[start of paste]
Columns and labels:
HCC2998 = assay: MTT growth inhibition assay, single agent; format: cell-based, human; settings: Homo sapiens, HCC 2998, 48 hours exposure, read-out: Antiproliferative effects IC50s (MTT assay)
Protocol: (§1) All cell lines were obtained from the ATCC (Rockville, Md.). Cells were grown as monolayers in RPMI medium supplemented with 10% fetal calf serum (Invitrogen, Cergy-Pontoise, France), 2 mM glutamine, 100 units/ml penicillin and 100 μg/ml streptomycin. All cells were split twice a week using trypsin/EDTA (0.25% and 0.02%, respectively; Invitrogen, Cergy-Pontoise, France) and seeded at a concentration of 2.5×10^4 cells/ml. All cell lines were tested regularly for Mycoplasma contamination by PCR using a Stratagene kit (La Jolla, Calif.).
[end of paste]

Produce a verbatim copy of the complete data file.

Columns and labels:
HCC2998 = assay: MTT growth inhibition assay, single agent; format: cell-based, human; settings: Homo sapiens, HCC 2998, 48 hours exposure, read-out: Antiproliferative effects IC50s (MTT assay)
Protocol: (§1) All cell lines were obtained from the ATCC (Rockville, Md.). Cells were grown as monolayers in RPMI medium supplemented with 10% fetal calf serum (Invitrogen, Cergy-Pontoise, France), 2 mM glutamine, 100 units/ml penicillin and 100 μg/ml streptomycin. All cells were split twice a week using trypsin/EDTA (0.25% and 0.02%, respectively; Invitrogen, Cergy-Pontoise, France) and seeded at a concentration of 2.5×10^4 cells/ml. All cell lines were tested regularly for Mycoplasma contamination by PCR using a Stratagene kit (La Jolla, Calif.).